Guidance for trustees as TPR consults on DB to DC transfers

Published by Ben Roach on

Clare Lloyd-Williams contributed to the writing of this blog post

The Pensions Regulator (TPR) has published a consultation on guidance for trustees of defined benefit (DB) schemes regarding member requests for transfers from DB to defined contribution (DC) schemes from 6 April 2015.

The consultation follows the Government’s announcement that it will not ban transfers from private sector DB to DC schemes, subject to two safeguards:

  • individuals will be required to take independent financial advice for transfer values (other than solely money purchase or cash balance benefits) over £30,000; and
  • new guidance for trustees on the use of their current powers to delay transfer payments and reduce transfer values.

TPR’s consultation covers this new guidance, and also sets out useful details regarding trustees’ responsibilities to make sure members have taken advice.

Trustees should prepare for an increase in the number of transfer requests they receive from members in light of the additional flexibilities announced in the 2014 Budget. 

Advice requirement

TPR believes, and we agree, that it is likely to be in the best financial interests of the majority of members to remain in their DB scheme.  However, TPR acknowledges that this may not be in all members’ interests – for example, a member who has no dependants, or who is in poor health.  TPR clearly states within the draft guidance that it is not the trustees’ role to prevent a member from making decisions which they may consider inappropriate in the member’s circumstances.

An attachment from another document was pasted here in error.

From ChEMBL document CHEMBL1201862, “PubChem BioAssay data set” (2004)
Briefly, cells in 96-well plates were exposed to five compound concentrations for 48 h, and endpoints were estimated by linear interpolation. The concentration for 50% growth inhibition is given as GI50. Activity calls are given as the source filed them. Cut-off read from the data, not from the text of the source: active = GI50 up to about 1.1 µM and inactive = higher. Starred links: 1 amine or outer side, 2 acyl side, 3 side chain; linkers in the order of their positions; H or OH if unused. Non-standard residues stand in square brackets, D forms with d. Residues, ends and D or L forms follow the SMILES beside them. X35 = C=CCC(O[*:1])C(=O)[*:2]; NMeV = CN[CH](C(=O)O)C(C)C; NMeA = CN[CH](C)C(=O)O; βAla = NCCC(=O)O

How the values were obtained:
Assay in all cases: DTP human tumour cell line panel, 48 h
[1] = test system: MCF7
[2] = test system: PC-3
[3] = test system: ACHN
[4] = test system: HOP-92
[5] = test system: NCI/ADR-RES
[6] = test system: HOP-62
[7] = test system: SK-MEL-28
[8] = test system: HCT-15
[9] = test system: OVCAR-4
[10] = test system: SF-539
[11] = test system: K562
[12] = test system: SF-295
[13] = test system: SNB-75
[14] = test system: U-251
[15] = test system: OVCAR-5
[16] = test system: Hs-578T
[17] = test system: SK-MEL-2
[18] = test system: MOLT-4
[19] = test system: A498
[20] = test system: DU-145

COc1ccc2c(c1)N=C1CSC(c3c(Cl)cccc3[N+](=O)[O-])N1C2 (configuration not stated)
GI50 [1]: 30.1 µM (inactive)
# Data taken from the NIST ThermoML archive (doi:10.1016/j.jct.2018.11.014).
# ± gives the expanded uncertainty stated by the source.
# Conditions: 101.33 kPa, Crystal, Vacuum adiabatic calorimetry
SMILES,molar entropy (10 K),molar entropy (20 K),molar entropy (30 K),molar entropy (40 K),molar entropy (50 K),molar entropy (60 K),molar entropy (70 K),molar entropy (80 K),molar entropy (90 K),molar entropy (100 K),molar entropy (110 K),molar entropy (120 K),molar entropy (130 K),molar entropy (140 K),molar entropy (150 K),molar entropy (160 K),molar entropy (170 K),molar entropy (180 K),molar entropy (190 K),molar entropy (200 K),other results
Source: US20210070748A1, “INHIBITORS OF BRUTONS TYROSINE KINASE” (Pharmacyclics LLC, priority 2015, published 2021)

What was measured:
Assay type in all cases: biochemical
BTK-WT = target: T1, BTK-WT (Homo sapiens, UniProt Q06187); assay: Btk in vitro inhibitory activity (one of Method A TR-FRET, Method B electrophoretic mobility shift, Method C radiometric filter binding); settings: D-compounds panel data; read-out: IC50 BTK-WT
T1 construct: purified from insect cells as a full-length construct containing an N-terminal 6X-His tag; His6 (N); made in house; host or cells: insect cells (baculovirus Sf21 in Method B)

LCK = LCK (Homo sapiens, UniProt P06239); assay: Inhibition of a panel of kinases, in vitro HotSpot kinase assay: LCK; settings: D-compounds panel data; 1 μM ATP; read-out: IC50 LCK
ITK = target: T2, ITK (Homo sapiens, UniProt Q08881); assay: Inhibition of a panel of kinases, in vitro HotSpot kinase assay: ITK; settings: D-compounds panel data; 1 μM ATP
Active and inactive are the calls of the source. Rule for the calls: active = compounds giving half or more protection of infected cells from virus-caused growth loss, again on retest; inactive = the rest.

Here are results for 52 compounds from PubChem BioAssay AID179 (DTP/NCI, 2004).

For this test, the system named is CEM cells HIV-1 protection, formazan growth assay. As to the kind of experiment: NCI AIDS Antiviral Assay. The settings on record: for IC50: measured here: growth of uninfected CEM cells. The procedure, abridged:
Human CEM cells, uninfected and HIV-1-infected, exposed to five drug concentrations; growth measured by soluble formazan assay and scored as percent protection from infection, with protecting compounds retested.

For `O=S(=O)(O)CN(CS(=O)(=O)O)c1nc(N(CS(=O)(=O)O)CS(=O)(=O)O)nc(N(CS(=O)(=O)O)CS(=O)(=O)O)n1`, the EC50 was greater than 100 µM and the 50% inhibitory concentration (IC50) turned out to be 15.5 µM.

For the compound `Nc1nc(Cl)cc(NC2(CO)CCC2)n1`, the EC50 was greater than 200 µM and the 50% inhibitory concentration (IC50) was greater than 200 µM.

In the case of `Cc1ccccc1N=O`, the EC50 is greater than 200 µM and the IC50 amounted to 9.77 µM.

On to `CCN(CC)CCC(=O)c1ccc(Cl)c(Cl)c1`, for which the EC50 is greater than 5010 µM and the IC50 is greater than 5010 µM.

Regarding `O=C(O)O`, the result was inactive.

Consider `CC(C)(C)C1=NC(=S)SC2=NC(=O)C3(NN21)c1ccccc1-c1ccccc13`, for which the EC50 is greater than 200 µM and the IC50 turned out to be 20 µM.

To ensure that members who wish to explore a transfer are aware of the advice requirement, TPR suggests that trustees may wish to update their scheme booklet, and provide information on finding an FCA authorised adviser.

Trustee powers

Transfers of DB benefits out of a scheme pose certain risks to the funding of the scheme.  It is the trustees’ responsibility to weigh up the interests of members who wish to transfer out of the scheme with those wishing to remain in the scheme.  The issues involved include:

Liquidity

Liquidity issues may arise if members nearing retirement wish to transfer their benefits out of the scheme, and this may have further implications for the scheme’s investment strategy.  This could be a particular issue for small schemes where some members may have large transfer values relative to the scheme’s assets.

Transfer value basis

Trustees should review and change assumptions used to calculate transfer values if they consider this to be appropriate.   Trustees can also reduce transfer values in situations where the scheme is underfunded, and this may be worth consideration in the current economic environment – even where a scheme was well funded at a valuation one or two years ago, the funding position is likely to look very different today.

Pension liberation fraud

Trustees will have a heightened awareness of pension scams under the new pension flexibilities.  Trustees can assist members by explaining to them what the advice they take should cover, and may apply to TPR to delay a transfer value request while they are carrying out checks on the receiving scheme.

Administration

Trustees should have adequate processes in place for dealing with the increase in transfer requests.

TPR welcomes feedback from trustees and other interested parties on its consultation document and the closing date for responses is 17 March 2015.  TPR hopes to publish the final guidance shortly thereafter.


Key points:

  • trustees should prepare for an increase in the number of transfer requests they receive
  • trustees and their administrators should be alive to a heightened risk of pension liberation fraud
  • trustees should review their transfer value basis and any level of reduction that should apply
  • trustees should consider the liquidity within their investment strategy